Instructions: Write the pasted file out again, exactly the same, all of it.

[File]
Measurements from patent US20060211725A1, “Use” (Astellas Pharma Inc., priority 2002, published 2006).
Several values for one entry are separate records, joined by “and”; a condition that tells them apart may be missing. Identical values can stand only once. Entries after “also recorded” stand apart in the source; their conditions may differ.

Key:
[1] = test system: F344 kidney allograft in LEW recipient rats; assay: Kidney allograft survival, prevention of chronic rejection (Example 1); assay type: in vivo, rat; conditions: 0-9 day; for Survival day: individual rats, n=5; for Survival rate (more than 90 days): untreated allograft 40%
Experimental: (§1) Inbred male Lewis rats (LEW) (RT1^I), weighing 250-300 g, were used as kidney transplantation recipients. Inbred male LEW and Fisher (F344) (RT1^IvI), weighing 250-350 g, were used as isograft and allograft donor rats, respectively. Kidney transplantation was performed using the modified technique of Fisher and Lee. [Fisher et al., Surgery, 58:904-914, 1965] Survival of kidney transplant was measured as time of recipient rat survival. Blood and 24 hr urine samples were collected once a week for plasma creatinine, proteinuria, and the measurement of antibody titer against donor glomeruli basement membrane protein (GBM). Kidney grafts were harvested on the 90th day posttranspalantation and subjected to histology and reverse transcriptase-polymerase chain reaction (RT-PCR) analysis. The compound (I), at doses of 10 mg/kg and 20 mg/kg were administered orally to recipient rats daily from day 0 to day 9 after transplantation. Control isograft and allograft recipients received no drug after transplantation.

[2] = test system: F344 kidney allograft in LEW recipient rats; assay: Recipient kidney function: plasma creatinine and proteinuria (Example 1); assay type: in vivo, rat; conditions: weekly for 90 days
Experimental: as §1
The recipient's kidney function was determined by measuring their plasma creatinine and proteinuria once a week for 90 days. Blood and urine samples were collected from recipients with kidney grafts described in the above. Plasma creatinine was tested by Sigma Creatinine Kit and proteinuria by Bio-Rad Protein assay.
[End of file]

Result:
Measurements from patent US20060211725A1, “Use” (Astellas Pharma Inc., priority 2002, published 2006).
Several values for one entry are separate records, joined by “and”; a condition that tells them apart may be missing. Identical values can stand only once. Entries after “also recorded” stand apart in the source; their conditions may differ.

Key:
[1] = test system: F344 kidney allograft in LEW recipient rats; assay: Kidney allograft survival, prevention of chronic rejection (Example 1); assay type: in vivo, rat; conditions: 0-9 day; for Survival day: individual rats, n=5; for Survival rate (more than 90 days): untreated allograft 40%
Experimental: (§1) Inbred male Lewis rats (LEW) (RT1^I), weighing 250-300 g, were used as kidney transplantation recipients. Inbred male LEW and Fisher (F344) (RT1^IvI), weighing 250-350 g, were used as isograft and allograft donor rats, respectively. Kidney transplantation was performed using the modified technique of Fisher and Lee. [Fisher et al., Surgery, 58:904-914, 1965] Survival of kidney transplant was measured as time of recipient rat survival. Blood and 24 hr urine samples were collected once a week for plasma creatinine, proteinuria, and the measurement of antibody titer against donor glomeruli basement membrane protein (GBM). Kidney grafts were harvested on the 90th day posttranspalantation and subjected to histology and reverse transcriptase-polymerase chain reaction (RT-PCR) analysis. The compound (I), at doses of 10 mg/kg and 20 mg/kg were administered orally to recipient rats daily from day 0 to day 9 after transplantation. Control isograft and allograft recipients received no drug after transplantation.

[2] = test system: F344 kidney allograft in LEW recipient rats; assay: Recipient kidney function: plasma creatinine and proteinuria (Example 1); assay type: in vivo, rat; conditions: weekly for 90 days
Experimental: as §1
The recipient's kidney function was determined by measuring their plasma creatinine and proteinuria once a week for 90 days. Blood and urine samples were collected from recipients with kidney grafts described in the above. Plasma creatinine was tested by Sigma Creatinine Kit and proteinuria by Bio-Rad Protein assay.